br Positron emission tomography br Radioguided br
Positron emission tomography
Salvage lymph node dissection
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Background: Prostate-specific membrane antigen (PSMA)–targeted positron emission tomography (PET) can visual-ize metastatic lesions in recurrent prostate cancer (PC). However, reliable identification of small and/or atypically localized lesions during salvage surgery procedures is challenging. Objective: To describe the technique, feasibility, and short-term outcomes of 99mTechnetium (99mTc)-based PSMA-radioguided surgery (99mTc-PSMA-RGS) for removal of recurrent PC lesions.
Design, setting, and participants: Thirty-one consecutive patients with evidence of recurrent PC on 68Ga-PSMA N,N0 - bis[2-hydroxy-5-(carboxyethyl)benzyl] ethylenediamine-N,N0 -diacetic T-5224 (68Ga-PSMA-11) PET after radical pros-tatectomy undergoing 99mTc-PSMA-RGS were retrospectively analyzed. Surgical procedure: Salvage surgery with intraoperative radioguidance using a gamma probe was performed after intravenous application of 99mTc-PSMA investigation and surgery (mean activity 571 MBq, mean time to surgery 19.7 h). Measurements: Radioactive rating (positive vs negative) of resected tissue was compared with the findings of postoperative histopathological analysis. Best prostate-specific antigen (PSA) response without additional treatment was determined after 8–16 wk postoperatively. Biochemical recurrence- and treatment-free survival was evaluated. Results and limitations: In total, 132 tissue specimens were removed, of which 58 showed metastatic involvement on histological analysis. On a specimen basis, radioactive rating yielded a sensitivity of 83.6% (confidence interval [CI]: 70.9–91.5%), a specificity of 100%, and an accuracy of 93.0% (CI: 85.5–96.7%). With 99mTc-PSMA-RGS, all lesions visualized on preoperative 68Ga-PSMA-11 PET could be removed. Moreover, 99mTc-PSMA-RGS detected additional metastases as small as 3 mm in two patients. Thirteen patients suffered from complications related to surgery (Clavien-Dindo grade 1: 12 patients; grade 3a: one patient). A PSA reduction below 0.2 ng/ml was observed in 20 patients. Thirteen patients remained biochemical recurrence free after a median follow-up of 13.8 (range: 4.6–18.3) mo. Twenty patients continued to be treatment free after a median follow-up of 12.2 (range: 5.5–18.3) mo. r> Conclusions: As a new technique for surgical guidance, 99mTc-PSMA-RGS is feasible, and has been proved to be of high value for successful intraoperative detection and removal of metastatic lesions in PC patients scheduled for salvage surgery. Its long-term impact on outcome has to be evaluated.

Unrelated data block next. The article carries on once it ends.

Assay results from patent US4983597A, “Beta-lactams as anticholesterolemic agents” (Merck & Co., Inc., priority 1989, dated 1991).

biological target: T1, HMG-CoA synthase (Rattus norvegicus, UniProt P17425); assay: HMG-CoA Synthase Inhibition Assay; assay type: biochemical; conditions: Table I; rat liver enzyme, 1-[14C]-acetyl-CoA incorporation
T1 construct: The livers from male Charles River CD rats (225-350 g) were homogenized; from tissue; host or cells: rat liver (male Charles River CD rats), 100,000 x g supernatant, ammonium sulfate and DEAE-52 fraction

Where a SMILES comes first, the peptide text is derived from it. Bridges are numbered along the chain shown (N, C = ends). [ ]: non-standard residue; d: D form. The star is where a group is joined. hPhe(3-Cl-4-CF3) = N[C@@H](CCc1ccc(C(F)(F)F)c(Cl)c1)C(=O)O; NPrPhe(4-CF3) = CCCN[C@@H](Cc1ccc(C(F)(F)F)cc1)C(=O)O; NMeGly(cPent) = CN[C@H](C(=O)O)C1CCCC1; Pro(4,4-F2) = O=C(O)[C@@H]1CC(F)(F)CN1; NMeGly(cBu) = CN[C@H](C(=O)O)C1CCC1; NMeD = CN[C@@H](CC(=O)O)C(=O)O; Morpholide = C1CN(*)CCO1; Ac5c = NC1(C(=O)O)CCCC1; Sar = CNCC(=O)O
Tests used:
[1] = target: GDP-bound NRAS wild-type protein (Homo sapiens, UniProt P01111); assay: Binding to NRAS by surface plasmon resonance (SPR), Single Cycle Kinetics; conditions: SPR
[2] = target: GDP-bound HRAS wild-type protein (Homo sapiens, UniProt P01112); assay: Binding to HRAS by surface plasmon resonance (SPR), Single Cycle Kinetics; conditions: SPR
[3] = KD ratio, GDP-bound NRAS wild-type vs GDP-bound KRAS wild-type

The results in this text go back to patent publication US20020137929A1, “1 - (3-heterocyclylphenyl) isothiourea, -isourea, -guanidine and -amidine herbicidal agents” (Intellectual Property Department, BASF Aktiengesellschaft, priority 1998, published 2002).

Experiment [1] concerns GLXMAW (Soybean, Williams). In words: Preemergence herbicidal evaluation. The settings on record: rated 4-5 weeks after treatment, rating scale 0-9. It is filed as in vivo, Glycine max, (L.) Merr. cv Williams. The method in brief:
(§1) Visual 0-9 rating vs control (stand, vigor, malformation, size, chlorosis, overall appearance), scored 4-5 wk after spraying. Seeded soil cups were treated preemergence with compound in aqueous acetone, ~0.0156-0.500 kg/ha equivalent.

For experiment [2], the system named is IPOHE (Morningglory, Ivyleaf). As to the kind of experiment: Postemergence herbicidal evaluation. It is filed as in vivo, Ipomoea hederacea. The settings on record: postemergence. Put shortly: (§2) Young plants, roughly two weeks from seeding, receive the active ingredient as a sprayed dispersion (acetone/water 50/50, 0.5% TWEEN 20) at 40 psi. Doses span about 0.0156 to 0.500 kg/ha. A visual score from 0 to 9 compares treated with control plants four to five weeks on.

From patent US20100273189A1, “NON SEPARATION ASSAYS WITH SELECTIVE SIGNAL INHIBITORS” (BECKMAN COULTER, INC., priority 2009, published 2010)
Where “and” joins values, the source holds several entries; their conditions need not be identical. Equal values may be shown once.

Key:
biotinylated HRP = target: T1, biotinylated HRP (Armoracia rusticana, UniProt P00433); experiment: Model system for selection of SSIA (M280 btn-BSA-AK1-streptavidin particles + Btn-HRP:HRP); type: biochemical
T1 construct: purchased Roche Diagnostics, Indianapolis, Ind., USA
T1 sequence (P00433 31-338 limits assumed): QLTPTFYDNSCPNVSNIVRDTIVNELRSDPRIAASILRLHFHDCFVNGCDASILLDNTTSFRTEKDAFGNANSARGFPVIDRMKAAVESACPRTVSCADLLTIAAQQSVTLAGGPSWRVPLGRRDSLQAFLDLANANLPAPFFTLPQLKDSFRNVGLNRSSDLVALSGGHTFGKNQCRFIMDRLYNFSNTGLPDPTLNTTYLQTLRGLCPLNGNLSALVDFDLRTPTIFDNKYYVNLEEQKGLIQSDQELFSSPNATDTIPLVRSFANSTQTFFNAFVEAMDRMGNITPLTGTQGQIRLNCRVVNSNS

Patient summary: In this report, we evaluated a novel technique to identify metastatic lesions intraoperatively in patients with recurrent prostate cancer to facilitate surgical removal. After intravenous injection of radioactive molecules that specifically bind to prostate cancer cells that show increased expression of the prostate-specific membrane antigen, we were able to detect and remove these metastatic lesions during surgery. Following salvage surgery, 41.9% of patients remained biochemical recurrence free (median follow-up of 13.8 mo) and 64.5% continued to be treatment free (median follow-up of 12.2 mo).
© 2018 European Association of Urology. Published by Elsevier B.V. All rights reserved.
1 These authors shared first authorship.
Prostate cancer (PC) is a global health issue and the most commonly diagnosed cancer in men worldwide . Even after curative-intended primary treatment by radical prostatectomy and/or radiation therapy, a significant number of patients experience biochemical recurrence (BCR) during follow-up. Besides local relapse, PC recurrence within lymph nodes (LNs) is common in early BCR. In some of these patients, salvage LN dissection may be considered as an individual therapeutic option . However, two main challenges for the successful surgical treatment of those patients exist.